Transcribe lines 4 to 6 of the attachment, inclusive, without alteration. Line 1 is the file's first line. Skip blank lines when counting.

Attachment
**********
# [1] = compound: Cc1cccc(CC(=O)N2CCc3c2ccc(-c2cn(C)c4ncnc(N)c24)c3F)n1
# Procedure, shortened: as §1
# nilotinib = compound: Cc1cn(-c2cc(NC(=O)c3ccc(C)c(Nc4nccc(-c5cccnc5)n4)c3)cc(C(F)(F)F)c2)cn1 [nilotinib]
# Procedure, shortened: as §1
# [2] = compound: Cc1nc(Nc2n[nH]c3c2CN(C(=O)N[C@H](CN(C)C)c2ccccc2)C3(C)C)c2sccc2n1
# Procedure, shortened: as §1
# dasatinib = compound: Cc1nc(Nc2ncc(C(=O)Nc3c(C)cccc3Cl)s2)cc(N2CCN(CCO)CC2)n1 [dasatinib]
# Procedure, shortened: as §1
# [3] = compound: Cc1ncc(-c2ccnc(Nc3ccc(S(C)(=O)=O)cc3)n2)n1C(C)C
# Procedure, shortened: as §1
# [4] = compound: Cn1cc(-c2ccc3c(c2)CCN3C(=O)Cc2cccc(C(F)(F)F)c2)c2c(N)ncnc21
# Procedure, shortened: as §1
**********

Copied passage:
# Procedure, shortened: as §1
# [2] = compound: Cc1nc(Nc2n[nH]c3c2CN(C(=O)N[C@H](CN(C)C)c2ccccc2)C3(C)C)c2sccc2n1
# Procedure, shortened: as §1